Far to our southeast, wildfires are burning across Oklahoma, aggravated by dry vegetation, air temperatures in the mid 80s F and potent winds ahead of the same cold front.  Since the atmosphere over the Great P…

A Disappointing Survey

On this mild, sunny morning along the Colorado Front Range, I decided to submit my first checklist report to eBird from South Platte Park, a refuge that I have birded hundreds of times over the years.  I chose my usual loop in the southern portion of the Park, which takes me along the river, past several lakes, across a wooded ridge and up to South Platte Reservoir.  Given the weather conditions, I had reason to expect a large number of birds and a wide variety of species.

Unfortunately, my expectations were not met.  Of the 23 species that I encountered, only American robins, red-winged blackbirds and buffleheads were abundant; I did observe my first tree swallows of the season (at this particular site) and certainly enjoyed the walk.  The only unusual observation (and the highlight of the morning) was the presence of three long-tailed ducks on the reservoir; in fact, long-tails have graced the Park for the past several winters.

Filing my report on the eBird website, I was a bit disa…

Bushtit Thievery

Bushtits are common residents and visitors on our Littleton, Colorado, farm but their numbers vary widely throughout the year.  This week, a single pair has been twittering about the property and, on this warm, sunny morning, I noticed that they were constructing a nest.

Using a wide variety of soft natural materials (including spider webs), nesting bushtit pairs construct a hanging, sock-like nest; this project may take several weeks or more and is usually placed in a conifer.  Other bushtits may assist with the construction and, once the job is completed, are permitted to sleep in the nest with the parents and their offspring (until the eggs hatch and the young fledge); a second brood and social sleep-in may follow, using the same nest.

Known to use human materials for their nests as well, our current pair has located a source of insulation material, retrieved from a crack in the garage wall.  As I sat reading (sort of) beneath the adjacent crabapple tree, the bushtits made dozens o…

A Roof-top Heron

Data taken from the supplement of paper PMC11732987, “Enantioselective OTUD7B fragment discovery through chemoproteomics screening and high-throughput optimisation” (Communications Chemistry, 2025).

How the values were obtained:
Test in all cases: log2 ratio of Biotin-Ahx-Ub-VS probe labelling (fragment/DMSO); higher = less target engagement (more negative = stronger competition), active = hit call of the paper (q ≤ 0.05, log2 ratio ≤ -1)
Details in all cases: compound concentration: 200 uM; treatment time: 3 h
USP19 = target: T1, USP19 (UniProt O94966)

Working on our Littleton, Colorado, farm this afternoon, I was accompanied by the usual mix of birds.  House finches, blue jays and black-capped chickadees invaded the feeders, northern flickers delivered their hysterical calls, common bushtits flitted about the shrubbery, robins stalked the pastures, downy woodpeckers tapped on dead snags and a variety of juncos foraged along the driveway.

Then, as I was dragging snow-broken limbs back to our brush pile, a great blue heron flew low overhead before landing on the peak of a neighbor's roof.  While I have encountered these common waders in a wide variety of habitats throughout all seasons (most do not migrate to southern climes) and though they often perch on docks, channel markers and wood duck boxes, I had yet, in my forty years of birding, seen one land on the roof of a house.  Tall and slender, the great blue certainly looked out of place on the roof-top, reminding me of European storks that nest on village roofs; after taking i…

Born Again Naturalists

We are all naturalists at birth.  Functioning in response to our instincts and nurtured by our parents, we are stimulated by our surroundings and nourished with the products of plants and animals that share our planet.

As we approach school age, however, human mysticism invades our world.  Rather than retaining an intimate relationship with nature, we are taught that man is distinct from its realm, endowed by a divine creator with dominion over our planet and its many species.  Our focus is directed toward human welfare which, we learn, includes protection from the dangerous wilderness that surrounds, threatens and may ultimately destroy our civilization.

Fortunately, as we achieve physical and intellectual independence, many of us reject human mysticism.  We conclude that man is an integral part of nature and that the welfare of our species is directly tied to the health and diversity of natural ecosystems; we also realize that scientific progress is vital to understanding and foster…